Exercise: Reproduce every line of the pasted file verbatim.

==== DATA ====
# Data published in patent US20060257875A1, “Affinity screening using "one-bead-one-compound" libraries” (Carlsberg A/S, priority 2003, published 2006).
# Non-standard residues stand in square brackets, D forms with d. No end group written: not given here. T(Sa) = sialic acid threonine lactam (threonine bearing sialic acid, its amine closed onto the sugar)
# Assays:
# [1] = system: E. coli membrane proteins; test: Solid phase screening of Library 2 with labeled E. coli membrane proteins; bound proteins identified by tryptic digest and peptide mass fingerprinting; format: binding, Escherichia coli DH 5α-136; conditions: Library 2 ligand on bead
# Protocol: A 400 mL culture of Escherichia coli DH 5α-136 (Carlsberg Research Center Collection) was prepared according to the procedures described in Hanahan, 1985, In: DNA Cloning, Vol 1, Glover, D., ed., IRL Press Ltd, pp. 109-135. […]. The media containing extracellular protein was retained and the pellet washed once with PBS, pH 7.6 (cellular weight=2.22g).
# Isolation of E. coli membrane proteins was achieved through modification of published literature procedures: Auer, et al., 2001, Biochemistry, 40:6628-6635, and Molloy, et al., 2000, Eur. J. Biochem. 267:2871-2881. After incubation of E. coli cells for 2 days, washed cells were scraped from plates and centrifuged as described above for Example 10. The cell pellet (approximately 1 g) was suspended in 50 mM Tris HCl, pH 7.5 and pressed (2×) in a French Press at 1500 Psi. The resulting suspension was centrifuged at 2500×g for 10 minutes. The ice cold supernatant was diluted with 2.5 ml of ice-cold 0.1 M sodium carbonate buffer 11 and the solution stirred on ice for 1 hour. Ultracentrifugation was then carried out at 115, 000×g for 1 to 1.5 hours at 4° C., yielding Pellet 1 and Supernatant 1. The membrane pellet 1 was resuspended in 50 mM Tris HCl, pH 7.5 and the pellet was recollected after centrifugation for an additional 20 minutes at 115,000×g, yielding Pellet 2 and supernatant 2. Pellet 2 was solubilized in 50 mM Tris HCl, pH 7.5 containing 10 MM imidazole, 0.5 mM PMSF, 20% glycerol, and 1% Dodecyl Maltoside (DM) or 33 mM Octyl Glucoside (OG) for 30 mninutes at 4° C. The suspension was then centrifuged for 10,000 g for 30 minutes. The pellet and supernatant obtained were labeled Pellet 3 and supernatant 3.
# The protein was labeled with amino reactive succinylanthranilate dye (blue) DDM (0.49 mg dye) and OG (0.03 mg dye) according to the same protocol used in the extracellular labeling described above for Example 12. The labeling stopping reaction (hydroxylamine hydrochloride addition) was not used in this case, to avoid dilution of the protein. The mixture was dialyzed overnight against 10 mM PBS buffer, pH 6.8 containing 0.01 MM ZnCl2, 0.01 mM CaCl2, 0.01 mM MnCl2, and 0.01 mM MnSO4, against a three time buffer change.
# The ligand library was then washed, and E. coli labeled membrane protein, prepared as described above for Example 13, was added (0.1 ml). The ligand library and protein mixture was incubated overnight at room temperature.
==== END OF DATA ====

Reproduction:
# Data published in patent US20060257875A1, “Affinity screening using "one-bead-one-compound" libraries” (Carlsberg A/S, priority 2003, published 2006).
# Non-standard residues stand in square brackets, D forms with d. No end group written: not given here. T(Sa) = sialic acid threonine lactam (threonine bearing sialic acid, its amine closed onto the sugar)
# Assays:
# [1] = system: E. coli membrane proteins; test: Solid phase screening of Library 2 with labeled E. coli membrane proteins; bound proteins identified by tryptic digest and peptide mass fingerprinting; format: binding, Escherichia coli DH 5α-136; conditions: Library 2 ligand on bead
# Protocol: A 400 mL culture of Escherichia coli DH 5α-136 (Carlsberg Research Center Collection) was prepared according to the procedures described in Hanahan, 1985, In: DNA Cloning, Vol 1, Glover, D., ed., IRL Press Ltd, pp. 109-135. […]. The media containing extracellular protein was retained and the pellet washed once with PBS, pH 7.6 (cellular weight=2.22g).
# Isolation of E. coli membrane proteins was achieved through modification of published literature procedures: Auer, et al., 2001, Biochemistry, 40:6628-6635, and Molloy, et al., 2000, Eur. J. Biochem. 267:2871-2881. After incubation of E. coli cells for 2 days, washed cells were scraped from plates and centrifuged as described above for Example 10. The cell pellet (approximately 1 g) was suspended in 50 mM Tris HCl, pH 7.5 and pressed (2×) in a French Press at 1500 Psi. The resulting suspension was centrifuged at 2500×g for 10 minutes. The ice cold supernatant was diluted with 2.5 ml of ice-cold 0.1 M sodium carbonate buffer 11 and the solution stirred on ice for 1 hour. Ultracentrifugation was then carried out at 115, 000×g for 1 to 1.5 hours at 4° C., yielding Pellet 1 and Supernatant 1. The membrane pellet 1 was resuspended in 50 mM Tris HCl, pH 7.5 and the pellet was recollected after centrifugation for an additional 20 minutes at 115,000×g, yielding Pellet 2 and supernatant 2. Pellet 2 was solubilized in 50 mM Tris HCl, pH 7.5 containing 10 MM imidazole, 0.5 mM PMSF, 20% glycerol, and 1% Dodecyl Maltoside (DM) or 33 mM Octyl Glucoside (OG) for 30 mninutes at 4° C. The suspension was then centrifuged for 10,000 g for 30 minutes. The pellet and supernatant obtained were labeled Pellet 3 and supernatant 3.
# The protein was labeled with amino reactive succinylanthranilate dye (blue) DDM (0.49 mg dye) and OG (0.03 mg dye) according to the same protocol used in the extracellular labeling described above for Example 12. The labeling stopping reaction (hydroxylamine hydrochloride addition) was not used in this case, to avoid dilution of the protein. The mixture was dialyzed overnight against 10 mM PBS buffer, pH 6.8 containing 0.01 MM ZnCl2, 0.01 mM CaCl2, 0.01 mM MnCl2, and 0.01 mM MnSO4, against a three time buffer change.
# The ligand library was then washed, and E. coli labeled membrane protein, prepared as described above for Example 13, was added (0.1 ml). The ligand library and protein mixture was incubated overnight at room temperature.